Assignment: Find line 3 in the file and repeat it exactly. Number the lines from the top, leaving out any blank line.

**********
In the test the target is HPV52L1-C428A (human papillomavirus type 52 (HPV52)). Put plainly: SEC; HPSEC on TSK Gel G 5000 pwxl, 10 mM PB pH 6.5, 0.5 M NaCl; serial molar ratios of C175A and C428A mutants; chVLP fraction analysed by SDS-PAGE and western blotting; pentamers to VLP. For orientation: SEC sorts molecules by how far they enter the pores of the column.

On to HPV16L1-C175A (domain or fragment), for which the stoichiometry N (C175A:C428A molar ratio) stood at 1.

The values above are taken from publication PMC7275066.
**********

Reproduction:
The values above are taken from publication PMC7275066.